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The Effects Physical And Emotional Loss On Communication

1203 words - 5 pages

An experience of loss can last over periods of time and can lead its recipients to endure post-traumatic symptoms. A major part of physical and emotional damages is communicating and expressing the emotions one has concerning the loss. In Huang Chunming’s “The Fish,” Ah Cang experiences a loss that he cannot properly explain to his grandfather. In Kazuo Ishiguro’s A Pale View of Hills, Etsuko faces a loss that she cannot quite cope with. In both cases, the characters involved are not able to address their problems, debilitating their relationships. Ah Cang and Etsuko feel guilt and regret towards the things they have lost which causes their inability to come to terms with what they have done, crippling how they communicate.
In “The Fish,” Ah Cang is introduced as a young boy with a strong desire to bring a bonito fish to his grandfather. Ah Cang is struggling with working as an apprentice and finds relief when he visits his grandpa. Huang shows that they have a strong relationship in the beginning of the story when the boy visits for the first time and his grandfather is comforting him. They are able to communicate in a comfortable and casual way. When he is finally able to bring back the fish he promised, he is very excited and proud to show what he has accomplished. For Ah Cang, bring back a fish represented his progress as a carpenter because he was able to afford the fish and it represented physical proof of some success he could give to his grandfather. However, when Ah Cang brings the fish back, but drops it, he is devastated and genuinely horrific for Ah Cang. He feels so guilty and when he tells his grandpa, he is so bewildered by his guilt that he misunderstands his grandfather’s acceptance. This leads to their miscommunication and although Ah Cang’s grandfather understands that a truck ran over the bonito, Ah Cang can only interpret it as his grandfather thinking he is lying. Ah Cang is now throwing a tantrum and changes his argument from “you think I’m lying” to “I don’t want you to believe me” (Huang, 231). He is no longer able to express himself and begins to aggravate his grandfather, which is the opposite of his initial intentions. Ah Cang feels regretful about losing the bonito fish, and his ashamed feeling prevent him from thinking clearly and conveying his disappointment in himself.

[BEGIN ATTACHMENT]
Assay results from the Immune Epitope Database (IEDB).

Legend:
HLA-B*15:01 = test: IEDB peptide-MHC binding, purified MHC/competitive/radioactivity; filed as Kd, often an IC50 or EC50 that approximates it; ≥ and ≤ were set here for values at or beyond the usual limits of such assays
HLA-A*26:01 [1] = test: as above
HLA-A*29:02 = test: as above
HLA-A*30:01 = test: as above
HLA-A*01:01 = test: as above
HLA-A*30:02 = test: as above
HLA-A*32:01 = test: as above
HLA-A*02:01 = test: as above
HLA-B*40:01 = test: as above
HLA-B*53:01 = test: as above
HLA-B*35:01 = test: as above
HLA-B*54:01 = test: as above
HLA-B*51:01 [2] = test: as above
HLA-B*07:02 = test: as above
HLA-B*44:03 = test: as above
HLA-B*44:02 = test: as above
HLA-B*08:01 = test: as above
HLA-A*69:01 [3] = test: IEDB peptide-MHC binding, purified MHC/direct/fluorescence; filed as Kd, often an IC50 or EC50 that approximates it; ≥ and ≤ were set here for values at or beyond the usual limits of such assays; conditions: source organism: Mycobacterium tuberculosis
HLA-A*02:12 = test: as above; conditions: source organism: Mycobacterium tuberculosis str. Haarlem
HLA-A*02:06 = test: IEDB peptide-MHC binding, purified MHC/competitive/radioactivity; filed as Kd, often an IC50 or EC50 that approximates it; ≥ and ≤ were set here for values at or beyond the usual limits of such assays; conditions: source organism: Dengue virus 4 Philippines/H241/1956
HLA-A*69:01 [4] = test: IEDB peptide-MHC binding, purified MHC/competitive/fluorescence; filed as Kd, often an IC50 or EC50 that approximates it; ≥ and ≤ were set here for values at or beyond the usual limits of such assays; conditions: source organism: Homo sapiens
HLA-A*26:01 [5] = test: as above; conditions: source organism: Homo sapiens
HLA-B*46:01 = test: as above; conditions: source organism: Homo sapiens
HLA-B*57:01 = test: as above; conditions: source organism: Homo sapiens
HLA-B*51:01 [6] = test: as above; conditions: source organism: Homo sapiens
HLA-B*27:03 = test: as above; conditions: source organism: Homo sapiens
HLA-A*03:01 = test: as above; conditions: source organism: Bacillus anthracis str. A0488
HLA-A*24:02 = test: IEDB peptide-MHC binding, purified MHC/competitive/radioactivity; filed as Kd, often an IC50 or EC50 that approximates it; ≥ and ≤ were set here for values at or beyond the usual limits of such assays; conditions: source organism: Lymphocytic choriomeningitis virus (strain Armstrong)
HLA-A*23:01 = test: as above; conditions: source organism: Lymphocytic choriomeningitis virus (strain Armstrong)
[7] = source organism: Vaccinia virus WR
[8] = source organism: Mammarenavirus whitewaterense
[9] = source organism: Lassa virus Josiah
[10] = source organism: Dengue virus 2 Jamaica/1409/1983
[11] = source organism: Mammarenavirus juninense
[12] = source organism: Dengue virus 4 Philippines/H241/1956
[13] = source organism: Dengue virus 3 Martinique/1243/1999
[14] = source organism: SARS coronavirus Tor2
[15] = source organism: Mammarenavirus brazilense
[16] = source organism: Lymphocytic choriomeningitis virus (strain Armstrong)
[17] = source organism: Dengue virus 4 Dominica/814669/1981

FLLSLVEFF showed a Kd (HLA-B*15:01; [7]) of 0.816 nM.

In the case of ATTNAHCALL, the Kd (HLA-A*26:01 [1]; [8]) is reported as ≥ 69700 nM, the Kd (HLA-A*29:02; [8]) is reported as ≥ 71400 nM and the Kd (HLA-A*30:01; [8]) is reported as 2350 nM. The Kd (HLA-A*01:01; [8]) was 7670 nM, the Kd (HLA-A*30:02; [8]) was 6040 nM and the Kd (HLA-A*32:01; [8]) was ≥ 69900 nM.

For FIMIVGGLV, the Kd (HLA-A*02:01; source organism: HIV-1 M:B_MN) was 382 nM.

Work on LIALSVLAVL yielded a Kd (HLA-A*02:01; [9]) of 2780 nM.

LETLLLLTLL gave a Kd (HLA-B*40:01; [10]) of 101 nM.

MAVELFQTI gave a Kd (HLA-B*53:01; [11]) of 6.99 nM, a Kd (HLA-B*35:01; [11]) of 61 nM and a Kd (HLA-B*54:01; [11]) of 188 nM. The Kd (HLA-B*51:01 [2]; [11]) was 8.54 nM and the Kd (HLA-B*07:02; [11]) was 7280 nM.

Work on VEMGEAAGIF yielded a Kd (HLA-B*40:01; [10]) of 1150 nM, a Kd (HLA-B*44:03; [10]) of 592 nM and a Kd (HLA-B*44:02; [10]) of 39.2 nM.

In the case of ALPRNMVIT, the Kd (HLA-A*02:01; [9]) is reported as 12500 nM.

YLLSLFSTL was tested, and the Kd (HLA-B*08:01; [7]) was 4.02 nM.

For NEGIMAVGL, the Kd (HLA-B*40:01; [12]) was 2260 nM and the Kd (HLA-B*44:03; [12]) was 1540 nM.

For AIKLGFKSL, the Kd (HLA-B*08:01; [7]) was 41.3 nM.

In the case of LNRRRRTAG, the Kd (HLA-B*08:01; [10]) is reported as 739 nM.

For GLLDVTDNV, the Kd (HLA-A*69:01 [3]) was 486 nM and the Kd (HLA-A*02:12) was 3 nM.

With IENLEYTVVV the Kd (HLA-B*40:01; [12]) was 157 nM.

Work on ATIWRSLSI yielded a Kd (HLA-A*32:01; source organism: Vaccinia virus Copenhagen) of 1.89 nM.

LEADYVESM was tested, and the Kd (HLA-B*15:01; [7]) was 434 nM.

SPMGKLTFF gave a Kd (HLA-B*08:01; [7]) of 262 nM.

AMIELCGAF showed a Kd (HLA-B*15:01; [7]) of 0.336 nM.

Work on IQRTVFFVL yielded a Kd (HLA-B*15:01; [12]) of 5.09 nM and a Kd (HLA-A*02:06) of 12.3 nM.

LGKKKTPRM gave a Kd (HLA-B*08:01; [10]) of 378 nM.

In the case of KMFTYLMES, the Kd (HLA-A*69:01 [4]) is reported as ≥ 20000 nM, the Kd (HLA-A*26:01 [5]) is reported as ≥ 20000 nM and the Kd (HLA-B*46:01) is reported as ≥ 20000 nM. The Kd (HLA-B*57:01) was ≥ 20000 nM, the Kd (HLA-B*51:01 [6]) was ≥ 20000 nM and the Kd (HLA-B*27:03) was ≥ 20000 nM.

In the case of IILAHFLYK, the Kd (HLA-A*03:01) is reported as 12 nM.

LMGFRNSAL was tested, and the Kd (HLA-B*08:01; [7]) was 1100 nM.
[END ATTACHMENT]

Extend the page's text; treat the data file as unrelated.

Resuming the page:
In A Pale View of Hills, Kazuo Ishiguro writes about a Japanese widow who is trying to overcome the suicide of her first daughter, Keiko. Etsuko narrates the story and explains various series of events. The story begins with the introduction of Niki, Etsuko’s second daughter. From the very start of the story, Ishiguro continually shows that the family does not communicate frequently nor in an in-depth manner. When Niki talks about her deceased half-sister, Keiko, she only remembers her as “someone who used to make [her] miserable” (Ishiguro, 1990: 2). Even though Keiko’s death has such a huge impact on their lives, that is...

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